Spring 2020. The world shut down because of Covid 19, but Calbert Johnson was just getting cranked up. He started making videos with live commentary of his late-night visitors, Rowdy the Racoon and Opie the Possum. His social media posts entertained folks all over the country as people followed his Round Up Drive Restaurant. At 83 years old, Mr. Johnson became something of a local media celebrity. He stayed current with all the technology and loved tracking his followers and likes and shares. I would receive text messages saying he couldn’t wait to talk about his analytics with me. I would tell him I didn’t know what analytics were, and he would tell me I needed to do better. “You’ve got to keep up,” he would say. It was hard to keep up with a dynamo like Calbert Johnson. Even in his 80’s.
December 2020. He recorded the Christmas story from the chapters of Luke, turned them into podcasts, and posted them to his social media account. He wanted to record the entire Bible but decided the Christmas story was a good start. An old proverb says, “It’s better to start in the evening than not to start at all.” Cal Johnson personified that quote. He was always challenging himself to do better. Even in his 80’s, he had things he wanted to do.
Mr. Johnson was not one to do things half way. He was a perfectionist. He had figured out that first thing in the morning was the best time to record his episodes before the glue on his dentures got loose. He always liked me to pre-view his recordings. Even if I told him they sounded great, he would re-record, trying to get them as close to perfect as possible. He recorded one chapter (I wish I could remember which one) 27 times. I told him not to spend so much time on one chapter. “What else is an old, single man going to do?” was his reply. I would tell him that plenty of old people just sat and watched TV, but not Mr. Johnson.
February 11, 2021. Calbert Johnson died.
These two projects give us a pretty good summary of Mr. Johnson, the things he was known for, and the things he loved.
1. His family. Mr. Johnson loved his family unconditionally. He was proud of them all.
2. His church. Mr. Johnson loved doing God’s work.
3. His Voice. Whether he was working at Bishopville’s radio station, WAGS, or narrating programs at church, or making podcasts, Mr. Johnson was known for his voice. Some called it Walter Cronkite-like. Some called it gravelly and some called it smooth. We will all miss that voice of his.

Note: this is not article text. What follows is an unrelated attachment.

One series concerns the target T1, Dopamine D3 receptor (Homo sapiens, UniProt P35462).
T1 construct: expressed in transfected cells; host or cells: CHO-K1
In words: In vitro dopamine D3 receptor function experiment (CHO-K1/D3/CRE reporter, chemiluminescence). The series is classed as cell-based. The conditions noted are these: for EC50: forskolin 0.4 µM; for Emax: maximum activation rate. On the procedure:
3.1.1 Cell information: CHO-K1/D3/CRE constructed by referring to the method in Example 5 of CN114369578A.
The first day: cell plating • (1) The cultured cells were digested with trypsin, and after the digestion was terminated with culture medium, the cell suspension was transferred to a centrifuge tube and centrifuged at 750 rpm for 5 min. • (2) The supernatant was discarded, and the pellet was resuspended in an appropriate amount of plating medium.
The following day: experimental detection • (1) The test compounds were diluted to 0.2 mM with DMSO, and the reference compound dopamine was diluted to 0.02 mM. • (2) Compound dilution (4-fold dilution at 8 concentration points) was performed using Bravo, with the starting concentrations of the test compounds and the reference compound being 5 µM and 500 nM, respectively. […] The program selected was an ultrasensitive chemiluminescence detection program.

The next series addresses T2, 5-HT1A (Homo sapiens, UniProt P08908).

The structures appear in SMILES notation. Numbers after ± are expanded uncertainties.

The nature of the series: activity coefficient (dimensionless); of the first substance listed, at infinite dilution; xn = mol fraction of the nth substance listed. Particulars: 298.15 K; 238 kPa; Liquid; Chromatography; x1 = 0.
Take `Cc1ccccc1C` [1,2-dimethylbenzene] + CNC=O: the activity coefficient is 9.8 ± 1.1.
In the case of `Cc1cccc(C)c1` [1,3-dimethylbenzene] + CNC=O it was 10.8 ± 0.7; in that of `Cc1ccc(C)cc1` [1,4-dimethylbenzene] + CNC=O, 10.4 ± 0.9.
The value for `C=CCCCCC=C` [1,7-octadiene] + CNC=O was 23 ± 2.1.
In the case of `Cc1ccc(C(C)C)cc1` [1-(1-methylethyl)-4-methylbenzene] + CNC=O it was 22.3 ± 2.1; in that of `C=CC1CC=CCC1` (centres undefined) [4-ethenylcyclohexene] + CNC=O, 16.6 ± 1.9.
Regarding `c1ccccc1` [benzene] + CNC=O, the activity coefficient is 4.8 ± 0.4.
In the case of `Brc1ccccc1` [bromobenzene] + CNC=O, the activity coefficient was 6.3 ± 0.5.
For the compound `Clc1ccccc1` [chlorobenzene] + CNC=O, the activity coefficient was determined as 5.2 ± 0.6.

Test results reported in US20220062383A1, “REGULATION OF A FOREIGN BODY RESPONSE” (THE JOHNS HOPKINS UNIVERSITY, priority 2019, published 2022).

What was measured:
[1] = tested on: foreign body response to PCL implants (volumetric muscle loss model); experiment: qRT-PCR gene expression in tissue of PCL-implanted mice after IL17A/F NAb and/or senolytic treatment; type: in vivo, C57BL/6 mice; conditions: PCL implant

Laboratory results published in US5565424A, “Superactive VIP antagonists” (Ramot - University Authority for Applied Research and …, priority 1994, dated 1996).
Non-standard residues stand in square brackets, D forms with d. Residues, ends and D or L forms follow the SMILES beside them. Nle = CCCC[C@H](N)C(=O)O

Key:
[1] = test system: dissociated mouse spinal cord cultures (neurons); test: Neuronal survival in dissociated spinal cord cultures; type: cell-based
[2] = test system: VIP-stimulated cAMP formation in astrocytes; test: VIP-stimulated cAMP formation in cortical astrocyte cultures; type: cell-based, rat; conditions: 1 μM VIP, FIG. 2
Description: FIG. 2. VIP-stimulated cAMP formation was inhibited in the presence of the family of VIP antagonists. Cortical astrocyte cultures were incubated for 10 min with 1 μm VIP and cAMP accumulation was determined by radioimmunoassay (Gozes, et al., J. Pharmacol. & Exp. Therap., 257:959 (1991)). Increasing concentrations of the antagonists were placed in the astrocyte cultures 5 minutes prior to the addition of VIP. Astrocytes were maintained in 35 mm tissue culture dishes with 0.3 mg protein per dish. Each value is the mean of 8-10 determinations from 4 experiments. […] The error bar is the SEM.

4. His Hometown. As a former mayor and city council member, Mr. Johnson loved his hometown. He wanted the best for Bishopville. He had very high standards for those around him. You always knew where he stood on an issue. He wasn’t afraid to take a stand. I’m not sure he was scared of much.
Mr. Johnson would not take “no” for an answer when he approached me about helping promote the Major Capers homecoming event. Those stories turned out to be one of the best projects for my career. Every time I thanked Mr. Johnson, he gave me many variations of “I told you so.” He could be annoying in that way, but it was part of his charm. The weekend of that homecoming, he was in pain, but would not have missed that event for the world. He was hard headed and determined to the very end. But that weekend, he was proud. Proud of the way his small town came together. Proud of what that event meant for race relations.
Because he loved his town so much, he wanted the best for it. Any time he got cranked up about the town not implementing the newest alert system, I lied and said I had someone beeping in on the other line. It didn’t take long before he called me on it. He was smart that way.
5. Me. Mr. Johnson loved me, and I loved him right back. I often wondered if I was the daughter he never had or if he was a father-figure to me. Either way, the universe put us together. Funny how the universe always seems to give us what we need, even if we are not sure why we need it. Ours was an unusual friendship, but I considered Calbert Johnson one of my best friends. We worked together at The State newspaper back in the 90’s. We would always save each other a seat in large meetings. Small town people stick together that way. We lost touch after the heydays of the newspaper and only saw each other occasionally at church. Facebook brought us back together. After my father died, Mr. Johnson filled a void I didn’t even really know I had. He grew up with my daddy. He loved sharing stories about Gene Davis, and I loved hearing them. Sometimes I asked Mr. Johnson for advice. Many times he gave me advice whether I asked for it or not. We were always honest with each other. That’s the only way Mr. Johnson knew how to be. Sugar coating and softening were not traits he possessed. Before he died, when he knew the end was coming, Mr. Johnson told me he was going to find my daddy in heaven and tell him all about my stories and the work I was doing. He kept telling me how proud my daddy would be. Even at the very end, he comforted and encouraged me. The last text I got from Mr. Johnson said, “I’m going home. I hope you keep writing.” He did go home, and I will keep writing.
If there is a heaven, I’m pretty sure Mr. Johnson is there. “Home,” he called it at the end. He’s with his beloved wife, Carol. Heaven wouldn’t be heaven without pets, so I love picturing his little dog, Bitsy, jumping into Mr. Johnson’s arms. I know he was a man of his word, so I trust that he found my daddy. Oh, the stories those two are telling as they catch up. And I hope to goodness that heaven has implemented an appropriate alert system. If not, Mr. Johnson will get that straightened out in jig time. Even in heaven, I hope he’s giving somebody a little hell.
Rest in peace, Mr. Johnson.Watch over us all.
April 2019 at the Lee County Public Library at the book signing that Mr. Johnson coordinated.